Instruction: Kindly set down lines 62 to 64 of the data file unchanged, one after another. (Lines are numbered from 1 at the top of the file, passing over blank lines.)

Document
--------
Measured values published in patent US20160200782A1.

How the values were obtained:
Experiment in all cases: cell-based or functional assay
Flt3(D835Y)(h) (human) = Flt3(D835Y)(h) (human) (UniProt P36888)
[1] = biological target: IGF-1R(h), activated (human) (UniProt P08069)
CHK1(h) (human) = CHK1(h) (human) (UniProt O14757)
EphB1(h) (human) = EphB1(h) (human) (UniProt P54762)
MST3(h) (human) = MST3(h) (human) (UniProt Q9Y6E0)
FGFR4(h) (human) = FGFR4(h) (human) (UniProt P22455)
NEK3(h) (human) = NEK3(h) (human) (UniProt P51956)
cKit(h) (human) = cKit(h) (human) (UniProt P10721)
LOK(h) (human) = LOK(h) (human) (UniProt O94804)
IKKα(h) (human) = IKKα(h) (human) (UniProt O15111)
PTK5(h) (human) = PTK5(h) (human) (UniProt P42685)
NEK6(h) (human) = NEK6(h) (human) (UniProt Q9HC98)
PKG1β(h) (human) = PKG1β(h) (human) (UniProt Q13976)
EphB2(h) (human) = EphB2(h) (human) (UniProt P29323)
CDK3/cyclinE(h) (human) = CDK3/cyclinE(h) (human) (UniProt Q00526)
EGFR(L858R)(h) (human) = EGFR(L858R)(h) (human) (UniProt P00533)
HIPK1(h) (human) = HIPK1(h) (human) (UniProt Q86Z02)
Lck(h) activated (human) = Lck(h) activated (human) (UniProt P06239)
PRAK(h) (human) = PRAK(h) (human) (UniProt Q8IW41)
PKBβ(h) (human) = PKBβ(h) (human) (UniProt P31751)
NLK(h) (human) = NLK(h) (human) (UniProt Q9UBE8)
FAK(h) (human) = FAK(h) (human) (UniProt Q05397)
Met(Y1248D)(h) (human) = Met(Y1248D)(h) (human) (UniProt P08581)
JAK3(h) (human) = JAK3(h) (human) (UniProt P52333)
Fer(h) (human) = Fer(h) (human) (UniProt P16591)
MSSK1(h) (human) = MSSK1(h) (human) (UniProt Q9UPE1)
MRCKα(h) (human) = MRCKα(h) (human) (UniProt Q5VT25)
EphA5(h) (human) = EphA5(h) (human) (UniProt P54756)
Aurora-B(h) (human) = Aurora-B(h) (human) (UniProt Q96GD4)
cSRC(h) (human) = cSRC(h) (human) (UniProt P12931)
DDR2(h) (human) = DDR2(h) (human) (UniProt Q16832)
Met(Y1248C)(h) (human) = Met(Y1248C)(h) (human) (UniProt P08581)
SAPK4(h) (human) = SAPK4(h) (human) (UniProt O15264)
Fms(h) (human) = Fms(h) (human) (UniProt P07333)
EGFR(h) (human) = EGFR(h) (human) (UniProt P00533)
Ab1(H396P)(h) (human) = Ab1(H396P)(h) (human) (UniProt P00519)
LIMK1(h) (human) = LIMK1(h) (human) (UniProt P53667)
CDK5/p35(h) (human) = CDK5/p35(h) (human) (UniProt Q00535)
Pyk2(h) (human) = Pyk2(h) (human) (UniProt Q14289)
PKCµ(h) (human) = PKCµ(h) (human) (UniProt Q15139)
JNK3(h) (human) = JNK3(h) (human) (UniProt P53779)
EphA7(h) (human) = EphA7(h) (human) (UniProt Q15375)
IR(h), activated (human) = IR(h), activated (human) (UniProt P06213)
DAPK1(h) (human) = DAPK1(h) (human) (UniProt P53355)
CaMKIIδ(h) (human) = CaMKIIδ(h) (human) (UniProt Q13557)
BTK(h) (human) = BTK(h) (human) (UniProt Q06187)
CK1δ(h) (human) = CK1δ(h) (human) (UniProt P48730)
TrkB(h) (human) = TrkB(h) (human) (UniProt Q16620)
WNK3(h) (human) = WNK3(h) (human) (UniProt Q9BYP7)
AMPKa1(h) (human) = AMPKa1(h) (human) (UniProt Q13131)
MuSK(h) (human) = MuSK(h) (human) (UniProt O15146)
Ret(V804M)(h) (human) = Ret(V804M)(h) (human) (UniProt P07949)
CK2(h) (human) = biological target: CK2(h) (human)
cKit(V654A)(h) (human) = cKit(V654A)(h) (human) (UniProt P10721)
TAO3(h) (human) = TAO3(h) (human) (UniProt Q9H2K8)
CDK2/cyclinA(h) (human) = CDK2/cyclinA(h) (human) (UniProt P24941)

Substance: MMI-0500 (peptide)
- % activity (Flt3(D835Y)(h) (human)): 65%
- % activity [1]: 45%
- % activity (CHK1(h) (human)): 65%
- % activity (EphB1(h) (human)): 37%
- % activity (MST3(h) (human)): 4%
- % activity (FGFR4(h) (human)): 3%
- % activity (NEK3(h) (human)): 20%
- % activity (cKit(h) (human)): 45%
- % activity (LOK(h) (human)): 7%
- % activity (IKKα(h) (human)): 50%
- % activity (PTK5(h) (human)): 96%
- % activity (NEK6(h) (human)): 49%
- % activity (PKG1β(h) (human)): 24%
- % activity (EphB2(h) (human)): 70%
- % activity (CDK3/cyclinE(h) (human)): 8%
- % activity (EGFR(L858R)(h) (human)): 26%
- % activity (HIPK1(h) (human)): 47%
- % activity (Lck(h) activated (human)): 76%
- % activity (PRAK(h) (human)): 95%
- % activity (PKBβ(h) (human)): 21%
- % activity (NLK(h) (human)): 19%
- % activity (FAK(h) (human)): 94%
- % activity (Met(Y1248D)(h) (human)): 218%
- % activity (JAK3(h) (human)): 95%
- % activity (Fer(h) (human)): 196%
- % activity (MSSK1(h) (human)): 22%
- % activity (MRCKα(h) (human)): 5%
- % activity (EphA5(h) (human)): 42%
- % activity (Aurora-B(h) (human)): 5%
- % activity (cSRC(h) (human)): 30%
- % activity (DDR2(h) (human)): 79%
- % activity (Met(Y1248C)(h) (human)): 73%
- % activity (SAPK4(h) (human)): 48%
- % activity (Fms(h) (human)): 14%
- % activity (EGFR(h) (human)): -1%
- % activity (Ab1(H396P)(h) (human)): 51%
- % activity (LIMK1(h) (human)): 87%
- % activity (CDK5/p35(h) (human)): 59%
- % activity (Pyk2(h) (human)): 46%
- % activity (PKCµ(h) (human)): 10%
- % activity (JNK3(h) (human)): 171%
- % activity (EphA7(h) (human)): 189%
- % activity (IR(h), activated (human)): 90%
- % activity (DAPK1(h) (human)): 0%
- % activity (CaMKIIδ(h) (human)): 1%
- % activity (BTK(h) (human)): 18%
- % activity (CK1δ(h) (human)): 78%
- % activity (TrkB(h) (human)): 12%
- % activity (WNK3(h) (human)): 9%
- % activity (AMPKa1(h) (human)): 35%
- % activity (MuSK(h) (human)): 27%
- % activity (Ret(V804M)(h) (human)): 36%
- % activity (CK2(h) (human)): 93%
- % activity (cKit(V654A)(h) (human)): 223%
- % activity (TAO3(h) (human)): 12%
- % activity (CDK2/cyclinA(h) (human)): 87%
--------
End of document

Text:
- % activity [1]: 45%
- % activity (CHK1(h) (human)): 65%
- % activity (EphB1(h) (human)): 37%